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The Top 5 Worst States for Law School Grads' Job Hunting

By William Peacock, Esq. | Last updated on

When I was a recent grad, desperate for a paying gig, I looked across this fair nation. I wondered, “Where might the jobs be?” And then I realized: there were none. So, much like my forefathers, I packed on up and moved to Southern California. After all, if you’re going to be living in a refrigerator box, is there a place with weather more suited to the lifestyle?

That realization of a nationwide depression was based, mostly, on anecdotal evidence and a dearth of job ads. Now, an intrepid Law Blogger, Matt Leichter of Law School Tuition Bubble, has actually done the work of sitting around and adding up all of the jobs and the unemployed grads (and bar passers). The Atlantic has taken his work one step further and turned that data into a handy map and a big chart.

And guess what? It’s all bad.

What are the states with an under-supply of law graduates? That'd be Nevada, Wyoming, and Alaska. However, even that surplus may not exist once the migrant law grads taking bars outside of their school's state is accounted for.

This, of course, begs the question: where is it the worst? The top five are:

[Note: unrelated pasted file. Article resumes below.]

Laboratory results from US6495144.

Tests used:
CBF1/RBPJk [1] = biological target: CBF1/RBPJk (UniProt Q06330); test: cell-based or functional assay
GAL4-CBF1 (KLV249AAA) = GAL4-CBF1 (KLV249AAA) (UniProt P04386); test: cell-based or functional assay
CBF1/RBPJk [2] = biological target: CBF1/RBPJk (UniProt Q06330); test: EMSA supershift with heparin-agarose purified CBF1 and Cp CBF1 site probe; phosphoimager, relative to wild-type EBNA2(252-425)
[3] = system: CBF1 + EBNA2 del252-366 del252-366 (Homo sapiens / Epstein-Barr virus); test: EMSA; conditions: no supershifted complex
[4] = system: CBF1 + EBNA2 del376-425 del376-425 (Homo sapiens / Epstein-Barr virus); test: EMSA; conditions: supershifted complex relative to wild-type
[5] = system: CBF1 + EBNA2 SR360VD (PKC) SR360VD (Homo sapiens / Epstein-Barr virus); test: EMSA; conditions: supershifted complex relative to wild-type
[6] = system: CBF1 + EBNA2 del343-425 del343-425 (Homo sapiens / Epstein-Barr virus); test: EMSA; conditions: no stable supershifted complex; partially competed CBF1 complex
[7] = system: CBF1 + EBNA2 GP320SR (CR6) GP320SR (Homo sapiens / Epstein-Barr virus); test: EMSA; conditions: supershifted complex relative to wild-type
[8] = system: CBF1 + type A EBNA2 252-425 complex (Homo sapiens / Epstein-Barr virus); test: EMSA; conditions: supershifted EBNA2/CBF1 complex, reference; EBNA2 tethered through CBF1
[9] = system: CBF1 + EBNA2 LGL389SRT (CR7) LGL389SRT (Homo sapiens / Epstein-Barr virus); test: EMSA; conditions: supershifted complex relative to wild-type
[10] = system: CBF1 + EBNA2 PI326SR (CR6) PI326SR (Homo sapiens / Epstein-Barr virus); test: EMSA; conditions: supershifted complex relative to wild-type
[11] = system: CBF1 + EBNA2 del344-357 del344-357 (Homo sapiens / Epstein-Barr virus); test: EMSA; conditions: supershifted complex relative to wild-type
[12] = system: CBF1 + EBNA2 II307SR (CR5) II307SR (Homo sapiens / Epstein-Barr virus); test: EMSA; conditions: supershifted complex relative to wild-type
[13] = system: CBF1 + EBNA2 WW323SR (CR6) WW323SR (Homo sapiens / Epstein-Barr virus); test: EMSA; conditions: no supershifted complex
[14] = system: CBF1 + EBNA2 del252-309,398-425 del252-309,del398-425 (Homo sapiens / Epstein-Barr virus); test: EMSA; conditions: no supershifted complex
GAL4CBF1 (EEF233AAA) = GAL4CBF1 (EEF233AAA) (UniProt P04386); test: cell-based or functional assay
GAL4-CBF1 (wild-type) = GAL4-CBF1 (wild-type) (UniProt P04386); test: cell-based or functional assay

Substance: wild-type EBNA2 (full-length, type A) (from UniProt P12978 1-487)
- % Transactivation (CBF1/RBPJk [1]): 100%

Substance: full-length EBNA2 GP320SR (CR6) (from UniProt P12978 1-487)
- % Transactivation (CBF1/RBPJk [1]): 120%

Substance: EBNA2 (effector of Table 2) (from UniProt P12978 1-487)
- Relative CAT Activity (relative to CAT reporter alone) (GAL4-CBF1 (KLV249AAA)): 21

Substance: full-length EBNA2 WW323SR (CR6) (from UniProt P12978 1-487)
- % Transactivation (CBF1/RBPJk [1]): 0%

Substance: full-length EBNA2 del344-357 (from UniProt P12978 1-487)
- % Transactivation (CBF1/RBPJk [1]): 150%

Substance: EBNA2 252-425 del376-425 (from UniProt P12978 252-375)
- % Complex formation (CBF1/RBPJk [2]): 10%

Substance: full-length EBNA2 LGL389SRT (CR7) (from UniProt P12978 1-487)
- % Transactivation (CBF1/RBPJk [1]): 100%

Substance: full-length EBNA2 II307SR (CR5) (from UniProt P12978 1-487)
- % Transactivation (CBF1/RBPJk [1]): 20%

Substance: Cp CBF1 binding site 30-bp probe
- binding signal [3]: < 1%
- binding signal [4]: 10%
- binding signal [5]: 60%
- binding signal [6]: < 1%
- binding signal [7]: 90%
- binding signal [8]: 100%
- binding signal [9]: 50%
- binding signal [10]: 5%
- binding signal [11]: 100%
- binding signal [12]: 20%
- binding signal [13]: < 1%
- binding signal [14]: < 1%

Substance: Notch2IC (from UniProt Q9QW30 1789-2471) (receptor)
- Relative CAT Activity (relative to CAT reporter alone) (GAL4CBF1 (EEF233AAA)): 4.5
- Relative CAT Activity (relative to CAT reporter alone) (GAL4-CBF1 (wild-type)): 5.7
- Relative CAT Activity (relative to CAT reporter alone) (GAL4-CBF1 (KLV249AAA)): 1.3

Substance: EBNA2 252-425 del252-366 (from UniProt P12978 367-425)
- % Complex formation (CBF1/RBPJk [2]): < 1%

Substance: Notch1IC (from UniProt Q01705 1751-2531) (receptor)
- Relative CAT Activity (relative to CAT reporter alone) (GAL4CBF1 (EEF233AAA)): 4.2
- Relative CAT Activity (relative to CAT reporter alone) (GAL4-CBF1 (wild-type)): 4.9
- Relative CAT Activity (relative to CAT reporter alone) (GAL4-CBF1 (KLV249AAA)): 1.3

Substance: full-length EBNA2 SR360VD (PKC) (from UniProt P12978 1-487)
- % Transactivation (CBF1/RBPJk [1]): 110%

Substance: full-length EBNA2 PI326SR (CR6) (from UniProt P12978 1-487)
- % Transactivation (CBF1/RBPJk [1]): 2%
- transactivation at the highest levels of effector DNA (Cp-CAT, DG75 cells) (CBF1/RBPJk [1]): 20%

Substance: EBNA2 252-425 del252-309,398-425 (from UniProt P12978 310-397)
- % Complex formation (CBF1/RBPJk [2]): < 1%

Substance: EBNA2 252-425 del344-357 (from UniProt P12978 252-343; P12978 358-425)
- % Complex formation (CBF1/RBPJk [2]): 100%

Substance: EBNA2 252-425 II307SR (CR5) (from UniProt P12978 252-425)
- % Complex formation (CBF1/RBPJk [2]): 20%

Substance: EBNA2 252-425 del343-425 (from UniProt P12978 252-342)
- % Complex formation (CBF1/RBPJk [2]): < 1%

1. Mississippi (10.53 law grads per job opening)
  2. Michigan (6.48)
  3. Delaware (4.20)
  4. Nebraska (4.04)
  5. Vermont (3.50)

And the five best:

  1. Alaska (0.00)
  2. Wyoming (0.91)
  3. Nevada (0.98)
  4. New Jersey (1.04)
  5. Arizona (1.09)

And the no show (data unavailable):

  1. Tennessee

If you're curious about his methodology (it involved some federal agency's job forecasts ... way over my head), here is his comprehensive write-up, full of charts, graphs, and other statistical eye candy.

Look, it's a lot of depressing data. Quite frankly, we've only seen one "glass is half-full" note on law grad employment data (you might find a job within a year) in the last few years. If you don't want to work for market wages (about $45,000 for an entry-level attorney in California, based on local job ads), this might be the time to explore other options, like stating a small firm (see our Strategist Blog) or looking for an alternative career that uses your J.D.

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